GoldenEye: Rogue Agent Designer Diary #3
Multiplayer lead designer Adam Isgreen discusses GoldenEye: Rogue Agent's multiplayer features.
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Multiplayer is where it's at!
By Adam Isgreen
Multiplayer Lead Designer
Multiplayer is a HUGE part of Rogue Agent, as it was with the original N64 classic, and we've put a lot of focus on it from the beginning of production. With independent dual-weapon triggers, death traps, and GoldenEye powers at your disposal, our style of multiplayer is all about competitive energy and show-off bragging rights. Rogue Agent features over 20 multiplayer maps and will take you through famous James Bond film locations in addition to original environments designed in collaboration with Sir Ken Adam. We're taking you inside gaming's most authentic rendition of the Bond universe, featuring maps from several classic films as well as original locations.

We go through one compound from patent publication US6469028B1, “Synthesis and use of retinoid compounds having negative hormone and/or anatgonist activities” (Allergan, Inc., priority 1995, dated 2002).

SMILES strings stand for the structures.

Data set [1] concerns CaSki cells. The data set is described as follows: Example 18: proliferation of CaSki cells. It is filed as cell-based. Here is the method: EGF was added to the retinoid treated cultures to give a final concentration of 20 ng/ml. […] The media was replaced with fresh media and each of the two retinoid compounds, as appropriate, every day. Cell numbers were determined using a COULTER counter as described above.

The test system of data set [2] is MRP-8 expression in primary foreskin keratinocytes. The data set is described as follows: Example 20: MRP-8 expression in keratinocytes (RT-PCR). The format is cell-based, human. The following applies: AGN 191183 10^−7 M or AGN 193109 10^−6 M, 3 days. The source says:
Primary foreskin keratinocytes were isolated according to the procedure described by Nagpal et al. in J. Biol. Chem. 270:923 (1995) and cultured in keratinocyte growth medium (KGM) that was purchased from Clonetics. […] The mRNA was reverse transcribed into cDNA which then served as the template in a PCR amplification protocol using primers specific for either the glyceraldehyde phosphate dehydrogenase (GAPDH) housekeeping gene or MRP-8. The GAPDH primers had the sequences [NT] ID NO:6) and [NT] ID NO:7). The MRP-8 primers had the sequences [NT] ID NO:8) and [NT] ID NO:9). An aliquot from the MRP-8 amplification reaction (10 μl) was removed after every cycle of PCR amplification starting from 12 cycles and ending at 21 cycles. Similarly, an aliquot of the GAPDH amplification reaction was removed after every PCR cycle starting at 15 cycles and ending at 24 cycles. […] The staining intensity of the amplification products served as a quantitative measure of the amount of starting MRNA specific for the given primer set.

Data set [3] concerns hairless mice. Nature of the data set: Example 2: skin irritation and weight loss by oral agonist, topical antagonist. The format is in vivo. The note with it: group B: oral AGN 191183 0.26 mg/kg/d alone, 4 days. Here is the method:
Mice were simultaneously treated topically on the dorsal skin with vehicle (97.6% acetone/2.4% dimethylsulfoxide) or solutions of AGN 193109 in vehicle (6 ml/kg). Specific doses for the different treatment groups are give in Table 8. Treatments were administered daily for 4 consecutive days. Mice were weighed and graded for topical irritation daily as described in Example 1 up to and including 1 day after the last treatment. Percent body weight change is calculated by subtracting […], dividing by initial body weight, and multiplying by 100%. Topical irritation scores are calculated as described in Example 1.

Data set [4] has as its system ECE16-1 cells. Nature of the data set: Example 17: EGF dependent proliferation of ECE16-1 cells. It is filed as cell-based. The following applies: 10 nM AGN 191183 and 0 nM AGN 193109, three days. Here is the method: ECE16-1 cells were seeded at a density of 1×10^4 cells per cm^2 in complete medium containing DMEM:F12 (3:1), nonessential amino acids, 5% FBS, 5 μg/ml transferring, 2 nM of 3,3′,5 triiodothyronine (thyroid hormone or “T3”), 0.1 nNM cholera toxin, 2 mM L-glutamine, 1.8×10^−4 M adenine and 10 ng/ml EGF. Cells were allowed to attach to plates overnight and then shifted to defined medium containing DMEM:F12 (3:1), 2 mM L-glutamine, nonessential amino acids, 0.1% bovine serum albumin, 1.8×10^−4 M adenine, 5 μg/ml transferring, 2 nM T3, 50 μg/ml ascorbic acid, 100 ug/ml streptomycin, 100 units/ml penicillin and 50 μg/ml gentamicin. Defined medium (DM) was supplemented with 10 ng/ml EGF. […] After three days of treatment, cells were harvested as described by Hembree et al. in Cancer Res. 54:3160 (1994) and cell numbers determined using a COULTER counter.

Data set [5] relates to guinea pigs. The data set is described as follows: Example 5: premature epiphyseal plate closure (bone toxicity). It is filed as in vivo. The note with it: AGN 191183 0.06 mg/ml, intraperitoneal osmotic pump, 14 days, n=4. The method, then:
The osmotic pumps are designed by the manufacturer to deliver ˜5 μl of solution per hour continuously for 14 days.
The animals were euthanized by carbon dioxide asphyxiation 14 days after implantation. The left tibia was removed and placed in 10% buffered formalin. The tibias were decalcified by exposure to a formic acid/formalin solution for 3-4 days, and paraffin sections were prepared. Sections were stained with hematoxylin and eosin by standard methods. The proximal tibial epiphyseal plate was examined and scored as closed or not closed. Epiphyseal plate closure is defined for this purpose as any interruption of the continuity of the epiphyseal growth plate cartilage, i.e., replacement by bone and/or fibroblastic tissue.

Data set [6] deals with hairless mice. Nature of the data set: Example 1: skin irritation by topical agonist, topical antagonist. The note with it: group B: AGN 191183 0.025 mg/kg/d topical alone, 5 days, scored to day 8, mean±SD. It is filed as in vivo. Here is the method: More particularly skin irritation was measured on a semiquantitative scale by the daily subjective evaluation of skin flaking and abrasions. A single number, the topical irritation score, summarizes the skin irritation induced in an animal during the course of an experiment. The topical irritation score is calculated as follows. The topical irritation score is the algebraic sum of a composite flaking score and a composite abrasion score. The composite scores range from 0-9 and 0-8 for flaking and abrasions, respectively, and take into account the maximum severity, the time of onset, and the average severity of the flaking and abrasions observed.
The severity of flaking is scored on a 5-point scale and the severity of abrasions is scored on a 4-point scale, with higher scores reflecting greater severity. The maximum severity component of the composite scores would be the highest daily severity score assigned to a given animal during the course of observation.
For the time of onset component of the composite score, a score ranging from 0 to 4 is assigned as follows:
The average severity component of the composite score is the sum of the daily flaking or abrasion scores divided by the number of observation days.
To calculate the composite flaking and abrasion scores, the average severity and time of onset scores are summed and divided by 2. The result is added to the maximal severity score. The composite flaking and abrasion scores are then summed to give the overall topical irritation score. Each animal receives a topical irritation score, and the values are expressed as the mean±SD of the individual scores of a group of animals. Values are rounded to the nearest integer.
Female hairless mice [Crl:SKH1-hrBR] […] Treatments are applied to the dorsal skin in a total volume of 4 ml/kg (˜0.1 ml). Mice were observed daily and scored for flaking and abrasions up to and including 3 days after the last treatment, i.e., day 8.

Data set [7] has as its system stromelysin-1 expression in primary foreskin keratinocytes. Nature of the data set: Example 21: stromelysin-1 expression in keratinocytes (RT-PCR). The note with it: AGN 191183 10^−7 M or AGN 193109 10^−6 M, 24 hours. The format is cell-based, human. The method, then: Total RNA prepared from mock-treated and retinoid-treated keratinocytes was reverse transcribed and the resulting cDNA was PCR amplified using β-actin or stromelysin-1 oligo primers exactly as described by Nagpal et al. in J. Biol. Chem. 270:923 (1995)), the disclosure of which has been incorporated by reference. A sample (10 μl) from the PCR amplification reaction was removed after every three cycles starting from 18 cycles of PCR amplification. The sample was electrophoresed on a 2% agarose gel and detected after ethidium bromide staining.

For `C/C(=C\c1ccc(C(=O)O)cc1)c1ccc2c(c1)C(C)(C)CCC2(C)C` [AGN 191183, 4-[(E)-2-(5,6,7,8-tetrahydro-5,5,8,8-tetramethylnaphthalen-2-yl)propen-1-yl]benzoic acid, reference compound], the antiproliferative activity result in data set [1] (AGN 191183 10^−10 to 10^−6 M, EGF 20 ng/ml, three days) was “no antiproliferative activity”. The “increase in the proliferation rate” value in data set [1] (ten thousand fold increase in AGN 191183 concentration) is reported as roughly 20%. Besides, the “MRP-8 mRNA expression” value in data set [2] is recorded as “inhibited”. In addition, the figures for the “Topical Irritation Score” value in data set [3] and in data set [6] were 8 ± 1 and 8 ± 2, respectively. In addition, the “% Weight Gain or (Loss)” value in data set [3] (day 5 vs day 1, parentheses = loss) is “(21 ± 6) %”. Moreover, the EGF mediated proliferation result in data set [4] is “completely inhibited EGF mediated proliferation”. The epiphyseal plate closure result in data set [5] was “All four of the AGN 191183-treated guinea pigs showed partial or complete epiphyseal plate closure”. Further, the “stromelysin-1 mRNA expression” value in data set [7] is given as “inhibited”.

Although our intense single-player campaign is tons of fun and full of action, at the end of the day multiplayer is where it's at! The game's pick-up-and-play accessibility, addictiveness, and great replay value makes this shooter the instant "couch classic" we were striving for.
Most of our arenas are based off of (or inspired by) the most memorable showdowns from classic Bond films, including locations from Dr. No, Goldfinger, The Man with the Golden Gun, Moonraker, A View to a Kill, The Spy Who Loved Me, GoldenEye and Tomorrow Never Dies, just to name a few. The arenas range in size from small to large, accommodating anywhere from two to eight players. We paid special attention to one-on-one maps, because we wanted to capture the intensity of those classic showdowns between Bond and the supervillain from that film. It felt like an area abandoned by most FPS games these days, even though it is the most likely scenario for playing a multiplayer console game. But we also have a huge variety of four- and eight-player maps.
These environments are dangerous. Almost every location is riddled with death traps, ranging from simple trapdoors and automated guns to the more exotic shark-filled tanks, exploding fire pits, and even an animatronic Al Capone.